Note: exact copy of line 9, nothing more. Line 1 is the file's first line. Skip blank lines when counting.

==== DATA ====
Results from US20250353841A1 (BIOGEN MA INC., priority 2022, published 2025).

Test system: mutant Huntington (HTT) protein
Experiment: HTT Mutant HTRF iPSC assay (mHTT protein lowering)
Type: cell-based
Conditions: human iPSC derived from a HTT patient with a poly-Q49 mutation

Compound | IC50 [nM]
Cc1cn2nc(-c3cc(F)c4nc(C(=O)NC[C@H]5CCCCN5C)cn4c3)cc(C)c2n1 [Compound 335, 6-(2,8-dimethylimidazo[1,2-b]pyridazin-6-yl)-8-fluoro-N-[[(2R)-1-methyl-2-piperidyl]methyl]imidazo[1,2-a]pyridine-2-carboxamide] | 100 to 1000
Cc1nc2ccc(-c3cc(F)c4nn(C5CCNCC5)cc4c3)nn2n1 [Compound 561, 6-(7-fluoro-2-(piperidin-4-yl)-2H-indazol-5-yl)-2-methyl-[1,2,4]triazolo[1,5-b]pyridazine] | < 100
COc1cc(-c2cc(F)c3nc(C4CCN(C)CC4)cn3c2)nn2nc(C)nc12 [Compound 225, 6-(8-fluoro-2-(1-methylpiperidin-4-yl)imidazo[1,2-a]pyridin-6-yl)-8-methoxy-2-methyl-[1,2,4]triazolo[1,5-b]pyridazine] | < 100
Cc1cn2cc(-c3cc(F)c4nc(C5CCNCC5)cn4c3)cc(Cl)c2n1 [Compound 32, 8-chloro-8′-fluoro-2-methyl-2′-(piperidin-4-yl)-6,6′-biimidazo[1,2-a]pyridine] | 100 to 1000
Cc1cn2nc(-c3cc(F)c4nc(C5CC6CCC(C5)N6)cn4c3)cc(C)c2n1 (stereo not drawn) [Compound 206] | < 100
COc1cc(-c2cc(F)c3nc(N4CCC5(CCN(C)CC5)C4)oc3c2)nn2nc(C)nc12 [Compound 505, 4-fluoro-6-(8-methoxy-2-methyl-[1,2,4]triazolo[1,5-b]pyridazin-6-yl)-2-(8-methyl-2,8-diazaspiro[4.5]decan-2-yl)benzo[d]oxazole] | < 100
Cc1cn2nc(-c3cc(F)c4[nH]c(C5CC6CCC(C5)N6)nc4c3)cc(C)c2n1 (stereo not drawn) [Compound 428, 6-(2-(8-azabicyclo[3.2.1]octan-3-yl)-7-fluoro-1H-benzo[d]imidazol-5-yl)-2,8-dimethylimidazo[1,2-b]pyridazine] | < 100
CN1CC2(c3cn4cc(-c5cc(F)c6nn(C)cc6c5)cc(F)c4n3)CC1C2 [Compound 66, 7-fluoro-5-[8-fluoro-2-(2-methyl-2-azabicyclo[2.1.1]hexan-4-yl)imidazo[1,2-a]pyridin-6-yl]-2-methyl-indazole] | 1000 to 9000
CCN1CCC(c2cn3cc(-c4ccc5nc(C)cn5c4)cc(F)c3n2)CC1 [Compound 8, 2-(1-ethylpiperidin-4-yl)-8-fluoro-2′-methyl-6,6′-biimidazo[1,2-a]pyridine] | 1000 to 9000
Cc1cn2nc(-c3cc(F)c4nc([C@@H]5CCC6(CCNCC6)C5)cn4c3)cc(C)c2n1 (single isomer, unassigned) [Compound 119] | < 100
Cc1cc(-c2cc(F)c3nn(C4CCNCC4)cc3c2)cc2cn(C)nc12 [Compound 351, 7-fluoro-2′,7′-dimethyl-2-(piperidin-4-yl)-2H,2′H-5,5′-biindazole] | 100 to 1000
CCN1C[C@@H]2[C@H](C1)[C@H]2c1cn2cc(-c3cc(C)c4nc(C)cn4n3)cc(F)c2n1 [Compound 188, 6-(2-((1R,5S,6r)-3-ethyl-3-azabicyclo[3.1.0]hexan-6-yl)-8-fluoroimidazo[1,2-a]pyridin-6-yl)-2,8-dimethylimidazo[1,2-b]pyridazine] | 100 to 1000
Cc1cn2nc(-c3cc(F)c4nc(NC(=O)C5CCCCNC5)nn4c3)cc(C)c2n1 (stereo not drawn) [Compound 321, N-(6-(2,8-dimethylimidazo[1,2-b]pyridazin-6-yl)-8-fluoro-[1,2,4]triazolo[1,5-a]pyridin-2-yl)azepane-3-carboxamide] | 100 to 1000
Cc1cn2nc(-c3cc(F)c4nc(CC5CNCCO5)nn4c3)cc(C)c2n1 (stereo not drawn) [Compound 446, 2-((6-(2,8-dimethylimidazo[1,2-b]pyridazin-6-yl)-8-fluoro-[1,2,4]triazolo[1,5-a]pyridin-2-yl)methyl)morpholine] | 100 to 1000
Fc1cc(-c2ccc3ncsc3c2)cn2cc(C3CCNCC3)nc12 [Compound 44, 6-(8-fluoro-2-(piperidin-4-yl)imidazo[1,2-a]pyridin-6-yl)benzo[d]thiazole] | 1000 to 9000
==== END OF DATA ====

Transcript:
COc1cc(-c2cc(F)c3nc(C4CCN(C)CC4)cn3c2)nn2nc(C)nc12 [Compound 225, 6-(8-fluoro-2-(1-methylpiperidin-4-yl)imidazo[1,2-a]pyridin-6-yl)-8-methoxy-2-methyl-[1,2,4]triazolo[1,5-b]pyridazine] | < 100